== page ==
A division bench of Justices D Y Chandrachud and R G Ketkar, however, directed the government and the civic body to appoint super speciality doctors only on posts like Assistant Professors or Super Speciality Medical Officers, which are commensurate to their qualification.
"Students who complete their medical condition from state run or civic hospitals by paying subsidised fees have to perform public service," the court said.
The bench was hearing petitions filed by over 130 doctors challenging the government resolution.
The petitioners' counsel V M Thorat had argued that the Supreme Court has in a judgement delivered in 1984 termed the super speciality degree holder doctors as national assets.
Thorat had further argued that even if the court holds that they cannot be exempted from serving the bond, they should be given posts befitting their qualification and should be paid commensurate salary fixed against those posts.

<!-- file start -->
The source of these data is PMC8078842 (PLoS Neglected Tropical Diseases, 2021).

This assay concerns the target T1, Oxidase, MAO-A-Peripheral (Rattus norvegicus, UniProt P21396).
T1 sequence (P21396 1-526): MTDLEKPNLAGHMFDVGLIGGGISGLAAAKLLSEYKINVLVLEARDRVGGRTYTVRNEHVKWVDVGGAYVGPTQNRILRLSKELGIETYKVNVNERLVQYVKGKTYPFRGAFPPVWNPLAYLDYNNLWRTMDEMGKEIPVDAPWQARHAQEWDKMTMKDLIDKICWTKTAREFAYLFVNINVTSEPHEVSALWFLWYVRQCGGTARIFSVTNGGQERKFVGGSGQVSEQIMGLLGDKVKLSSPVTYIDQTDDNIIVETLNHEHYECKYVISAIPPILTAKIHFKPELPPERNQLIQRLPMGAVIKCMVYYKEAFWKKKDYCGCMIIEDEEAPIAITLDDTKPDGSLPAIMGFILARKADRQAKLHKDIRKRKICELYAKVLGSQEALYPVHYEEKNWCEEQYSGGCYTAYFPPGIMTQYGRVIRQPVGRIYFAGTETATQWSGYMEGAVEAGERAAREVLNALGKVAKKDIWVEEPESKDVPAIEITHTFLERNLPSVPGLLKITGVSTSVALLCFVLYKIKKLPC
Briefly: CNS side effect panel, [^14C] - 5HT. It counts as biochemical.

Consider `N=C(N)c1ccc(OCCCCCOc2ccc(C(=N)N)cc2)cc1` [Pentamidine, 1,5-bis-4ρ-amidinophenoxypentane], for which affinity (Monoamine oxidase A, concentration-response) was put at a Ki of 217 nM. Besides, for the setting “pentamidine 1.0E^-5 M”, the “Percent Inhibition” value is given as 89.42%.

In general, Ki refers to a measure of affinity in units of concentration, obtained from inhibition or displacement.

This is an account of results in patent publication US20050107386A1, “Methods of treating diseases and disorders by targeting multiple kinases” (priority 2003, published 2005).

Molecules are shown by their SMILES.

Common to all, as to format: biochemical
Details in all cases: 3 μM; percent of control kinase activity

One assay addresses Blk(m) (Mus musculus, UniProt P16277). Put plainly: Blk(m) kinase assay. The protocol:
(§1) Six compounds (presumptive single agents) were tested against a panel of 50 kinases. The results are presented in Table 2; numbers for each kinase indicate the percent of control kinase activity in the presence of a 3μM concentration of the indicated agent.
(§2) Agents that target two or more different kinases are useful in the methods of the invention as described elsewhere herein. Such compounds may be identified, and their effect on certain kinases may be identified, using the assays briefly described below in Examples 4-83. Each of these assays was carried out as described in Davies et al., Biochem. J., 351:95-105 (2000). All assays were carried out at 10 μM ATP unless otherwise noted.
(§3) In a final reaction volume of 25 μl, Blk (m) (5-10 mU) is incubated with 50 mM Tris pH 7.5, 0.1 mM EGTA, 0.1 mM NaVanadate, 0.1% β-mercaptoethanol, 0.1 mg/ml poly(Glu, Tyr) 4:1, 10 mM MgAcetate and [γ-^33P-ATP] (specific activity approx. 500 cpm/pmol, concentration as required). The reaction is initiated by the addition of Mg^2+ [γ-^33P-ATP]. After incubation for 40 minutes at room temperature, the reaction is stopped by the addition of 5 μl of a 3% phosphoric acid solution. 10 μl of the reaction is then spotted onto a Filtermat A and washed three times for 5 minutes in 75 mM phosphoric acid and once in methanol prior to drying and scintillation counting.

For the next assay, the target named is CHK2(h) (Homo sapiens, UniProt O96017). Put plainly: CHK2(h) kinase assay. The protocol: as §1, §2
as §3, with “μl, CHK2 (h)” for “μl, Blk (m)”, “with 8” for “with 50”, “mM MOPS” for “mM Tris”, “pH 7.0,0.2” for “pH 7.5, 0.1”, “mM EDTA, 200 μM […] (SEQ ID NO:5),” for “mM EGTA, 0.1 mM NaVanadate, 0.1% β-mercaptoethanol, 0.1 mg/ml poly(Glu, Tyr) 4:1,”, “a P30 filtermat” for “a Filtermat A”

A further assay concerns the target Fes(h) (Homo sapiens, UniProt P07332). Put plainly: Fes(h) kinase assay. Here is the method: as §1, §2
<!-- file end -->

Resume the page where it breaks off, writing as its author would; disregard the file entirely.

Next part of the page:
Government pleader Sandip Shinde opposed the plea for exemption stating that state government spends sum of Rs 3.71 lakh on every medical student annually at very subsidised rates and therefore the government is entitled to require them serve bond period of one year.
Accepting the government's contentions, the bench observed that the condition requiring them to serve the bond for one year was based on valid rationale and it cannot be regarded as arbitrary or unreasonable.